He is director of creative writing at St. Cloud State University in Minnesota.
A treat indeed. Thank you, Bill, and thank you, Jenny.
Comment by Anita Page — March 12, 2012 @ 9:16 am
Amazing writeup, Bill. The best I’ve seen, actually, because it really gives everyone who reads it something to think about. Love your work just from what I read here today, and I’ll definitely be buying your book as soon as my Visa recovers from the past month’s book purchases.
Comment by Beth Anderson — March 12, 2012 @ 11:37 am
Bill, thank you for those eloquent reminders. When I read the final proof of my first book I remember thinking I had put virtually everything I’d learned from my past five decades into it and that I was going to have to learn some new stuff to write another one:) Love the title, BTW. All the best for Spirits In The Grass.
Comment by Eloise Hill — March 12, 2012 @ 1:28 pm
That’s the most beautiful way I’ve ever heard anyone describe a finished novel. Wow…
Comment by F.T. Bradley — March 12, 2012 @ 1:56 pm
Thanks Bill and jenny. This is very worthwhile.Great interview.
Comment by Arthur Levine — March 12, 2012 @ 2:24 pm
I took a number of graduate creative writing courses from Bill and remember when Hitting into the Wind first came out. I enjoyed reading more about your thoughts on making it, Bill. Wishing you the best! Kind regards, Dean Lappi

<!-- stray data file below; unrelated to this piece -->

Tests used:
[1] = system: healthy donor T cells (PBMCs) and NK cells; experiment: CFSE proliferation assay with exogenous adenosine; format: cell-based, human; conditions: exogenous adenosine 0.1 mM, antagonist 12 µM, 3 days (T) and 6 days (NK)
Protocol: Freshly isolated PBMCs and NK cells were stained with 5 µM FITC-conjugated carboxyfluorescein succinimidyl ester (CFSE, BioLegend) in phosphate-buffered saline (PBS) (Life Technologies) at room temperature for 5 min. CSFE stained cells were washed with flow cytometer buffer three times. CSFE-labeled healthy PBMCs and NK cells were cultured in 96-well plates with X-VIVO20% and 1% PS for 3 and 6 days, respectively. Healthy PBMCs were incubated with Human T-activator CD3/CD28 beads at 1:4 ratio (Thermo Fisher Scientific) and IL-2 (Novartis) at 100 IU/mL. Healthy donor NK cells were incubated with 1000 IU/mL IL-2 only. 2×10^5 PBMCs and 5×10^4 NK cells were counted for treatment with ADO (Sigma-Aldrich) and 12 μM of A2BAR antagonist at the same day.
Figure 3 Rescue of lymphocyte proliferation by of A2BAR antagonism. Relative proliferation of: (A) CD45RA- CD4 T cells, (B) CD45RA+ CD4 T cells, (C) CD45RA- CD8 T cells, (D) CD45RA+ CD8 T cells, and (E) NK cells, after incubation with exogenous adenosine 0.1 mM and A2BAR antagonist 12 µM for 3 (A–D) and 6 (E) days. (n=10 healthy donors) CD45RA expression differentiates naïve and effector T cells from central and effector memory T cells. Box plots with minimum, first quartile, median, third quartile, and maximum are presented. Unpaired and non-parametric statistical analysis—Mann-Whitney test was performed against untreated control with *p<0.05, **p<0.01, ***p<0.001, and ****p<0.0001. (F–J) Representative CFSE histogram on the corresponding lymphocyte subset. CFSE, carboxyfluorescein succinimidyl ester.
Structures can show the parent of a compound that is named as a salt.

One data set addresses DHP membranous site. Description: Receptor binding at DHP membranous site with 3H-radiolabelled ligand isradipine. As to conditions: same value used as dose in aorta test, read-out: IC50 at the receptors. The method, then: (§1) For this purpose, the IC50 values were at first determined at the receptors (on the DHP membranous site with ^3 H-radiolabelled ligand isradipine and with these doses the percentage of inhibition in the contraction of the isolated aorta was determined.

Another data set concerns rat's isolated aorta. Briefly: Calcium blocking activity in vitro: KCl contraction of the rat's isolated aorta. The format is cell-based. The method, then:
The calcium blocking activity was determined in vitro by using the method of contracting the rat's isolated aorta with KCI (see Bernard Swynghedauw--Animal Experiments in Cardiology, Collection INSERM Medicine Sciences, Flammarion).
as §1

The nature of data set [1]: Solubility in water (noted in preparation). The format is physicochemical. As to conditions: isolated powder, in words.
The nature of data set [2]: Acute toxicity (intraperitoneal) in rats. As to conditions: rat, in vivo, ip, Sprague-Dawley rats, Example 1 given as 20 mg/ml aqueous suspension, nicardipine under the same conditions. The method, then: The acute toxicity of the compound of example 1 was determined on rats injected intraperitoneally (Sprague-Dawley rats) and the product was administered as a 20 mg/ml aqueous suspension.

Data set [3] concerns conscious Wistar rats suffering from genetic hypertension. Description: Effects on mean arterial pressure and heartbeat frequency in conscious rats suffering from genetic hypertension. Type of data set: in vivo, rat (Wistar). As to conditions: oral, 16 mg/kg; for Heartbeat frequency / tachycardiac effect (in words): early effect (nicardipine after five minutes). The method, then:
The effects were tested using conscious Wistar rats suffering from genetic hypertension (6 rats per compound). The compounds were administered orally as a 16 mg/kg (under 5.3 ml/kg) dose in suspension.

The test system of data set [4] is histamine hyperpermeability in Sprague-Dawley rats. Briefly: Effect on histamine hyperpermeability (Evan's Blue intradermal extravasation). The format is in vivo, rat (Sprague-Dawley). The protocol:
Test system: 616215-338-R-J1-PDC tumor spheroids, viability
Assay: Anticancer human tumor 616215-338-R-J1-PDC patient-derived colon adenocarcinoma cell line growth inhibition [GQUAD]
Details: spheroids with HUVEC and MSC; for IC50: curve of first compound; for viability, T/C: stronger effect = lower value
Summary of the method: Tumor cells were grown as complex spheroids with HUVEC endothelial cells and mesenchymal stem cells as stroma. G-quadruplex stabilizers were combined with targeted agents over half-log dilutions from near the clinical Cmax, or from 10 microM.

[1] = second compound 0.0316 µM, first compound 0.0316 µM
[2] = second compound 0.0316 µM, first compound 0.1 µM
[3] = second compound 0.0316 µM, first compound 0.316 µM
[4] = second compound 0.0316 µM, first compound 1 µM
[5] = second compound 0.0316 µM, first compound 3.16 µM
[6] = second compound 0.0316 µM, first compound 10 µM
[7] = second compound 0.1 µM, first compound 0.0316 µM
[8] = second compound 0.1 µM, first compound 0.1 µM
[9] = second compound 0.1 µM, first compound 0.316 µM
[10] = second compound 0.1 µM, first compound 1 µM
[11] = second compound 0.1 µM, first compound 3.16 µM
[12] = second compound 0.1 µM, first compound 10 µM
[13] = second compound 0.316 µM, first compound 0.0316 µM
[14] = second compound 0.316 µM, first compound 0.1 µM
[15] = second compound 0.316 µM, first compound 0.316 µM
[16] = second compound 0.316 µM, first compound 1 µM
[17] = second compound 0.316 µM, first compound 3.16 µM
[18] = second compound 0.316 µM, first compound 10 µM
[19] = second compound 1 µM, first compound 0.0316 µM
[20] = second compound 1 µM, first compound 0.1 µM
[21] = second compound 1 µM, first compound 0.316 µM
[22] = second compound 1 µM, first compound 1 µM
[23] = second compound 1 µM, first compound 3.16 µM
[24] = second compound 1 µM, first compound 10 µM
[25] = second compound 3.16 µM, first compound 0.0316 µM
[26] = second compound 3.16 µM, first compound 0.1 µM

Comment by Dean Lappi — March 12, 2012 @ 2:28 pm
Wow. Beautiful, Bill. Thank you. And thank you, Jenny, for this wonderful Made It Moment.
Comment by P.L. Blair — March 12, 2012 @ 2:36 pm
Great post, Bill. Love it. Thanks Jenny.
Comment by Pamela DuMond — March 12, 2012 @ 3:35 pm
“A finished novel is like a full-grown tree in your back yard. As readers walk past, they see—and hopefully appreciate—the solid trunk, a kaleidoscope of branches, and the succulent green leaves shimmering in the sunlight and glowing in the moonlight. But what a casual reader doesn’t see is the complexity of what’s below it, the tangle of roots they never know is there.”
How beautiful–and true–is that!
Comment by SavvyBlue — March 12, 2012 @ 4:45 pm
This is a great post Bill! Thanks for sharing! And thanks to Jenny too!!
Comment by Kellie — March 13, 2012 @ 9:40 am
Very nice! Thank you.
Comment by Sandy Hutchison — March 13, 2012 @ 3:04 pm
How very beautiful, and it applies to much of life. How much do we experience before we “see” something. Thank you.
Comment by Lil Gluckstern — March 13, 2012 @ 7:08 pm